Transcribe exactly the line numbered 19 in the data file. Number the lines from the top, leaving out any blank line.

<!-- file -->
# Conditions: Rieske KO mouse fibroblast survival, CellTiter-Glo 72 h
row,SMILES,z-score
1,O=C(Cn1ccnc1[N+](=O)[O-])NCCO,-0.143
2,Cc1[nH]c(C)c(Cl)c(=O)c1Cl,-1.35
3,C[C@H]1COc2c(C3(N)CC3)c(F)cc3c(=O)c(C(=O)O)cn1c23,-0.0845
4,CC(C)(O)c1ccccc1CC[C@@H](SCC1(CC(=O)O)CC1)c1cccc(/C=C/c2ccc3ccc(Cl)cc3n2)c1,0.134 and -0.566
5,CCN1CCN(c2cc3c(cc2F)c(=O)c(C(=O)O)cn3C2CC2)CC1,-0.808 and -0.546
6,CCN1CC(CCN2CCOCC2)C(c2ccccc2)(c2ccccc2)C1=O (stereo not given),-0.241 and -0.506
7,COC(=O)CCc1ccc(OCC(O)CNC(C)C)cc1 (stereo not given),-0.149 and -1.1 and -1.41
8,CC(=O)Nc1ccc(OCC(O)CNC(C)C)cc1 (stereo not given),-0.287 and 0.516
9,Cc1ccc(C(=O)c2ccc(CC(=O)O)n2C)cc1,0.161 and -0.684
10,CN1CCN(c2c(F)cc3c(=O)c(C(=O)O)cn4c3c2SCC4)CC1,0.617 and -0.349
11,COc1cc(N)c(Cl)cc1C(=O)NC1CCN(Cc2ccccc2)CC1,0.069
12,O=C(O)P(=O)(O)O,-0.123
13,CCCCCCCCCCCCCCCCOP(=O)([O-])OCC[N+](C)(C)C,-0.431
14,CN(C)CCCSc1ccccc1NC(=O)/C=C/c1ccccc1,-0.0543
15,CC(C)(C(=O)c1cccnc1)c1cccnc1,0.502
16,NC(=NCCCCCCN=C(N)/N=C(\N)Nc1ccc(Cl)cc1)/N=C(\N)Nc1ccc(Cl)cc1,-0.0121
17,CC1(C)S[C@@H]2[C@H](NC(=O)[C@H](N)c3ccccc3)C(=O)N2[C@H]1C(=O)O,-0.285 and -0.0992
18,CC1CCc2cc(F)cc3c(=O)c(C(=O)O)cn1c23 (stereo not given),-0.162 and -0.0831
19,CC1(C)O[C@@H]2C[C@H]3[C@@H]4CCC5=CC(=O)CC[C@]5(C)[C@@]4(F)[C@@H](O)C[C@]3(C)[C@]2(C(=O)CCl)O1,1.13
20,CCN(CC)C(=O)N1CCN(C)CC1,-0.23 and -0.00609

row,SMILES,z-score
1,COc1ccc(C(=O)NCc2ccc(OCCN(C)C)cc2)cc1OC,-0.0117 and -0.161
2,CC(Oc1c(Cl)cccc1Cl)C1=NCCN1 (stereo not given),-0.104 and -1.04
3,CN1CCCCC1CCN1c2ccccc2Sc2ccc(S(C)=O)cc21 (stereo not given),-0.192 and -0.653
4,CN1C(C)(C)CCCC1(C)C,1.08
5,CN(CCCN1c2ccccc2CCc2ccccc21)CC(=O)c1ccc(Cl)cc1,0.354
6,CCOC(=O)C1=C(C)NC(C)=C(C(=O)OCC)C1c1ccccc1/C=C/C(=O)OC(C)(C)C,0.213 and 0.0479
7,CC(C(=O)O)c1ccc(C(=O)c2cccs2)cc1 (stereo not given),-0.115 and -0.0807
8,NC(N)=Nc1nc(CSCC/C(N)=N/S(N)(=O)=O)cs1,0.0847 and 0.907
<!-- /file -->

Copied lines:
17,CC1(C)S[C@@H]2[C@H](NC(=O)[C@H](N)c3ccccc3)C(=O)N2[C@H]1C(=O)O,-0.285 and -0.0992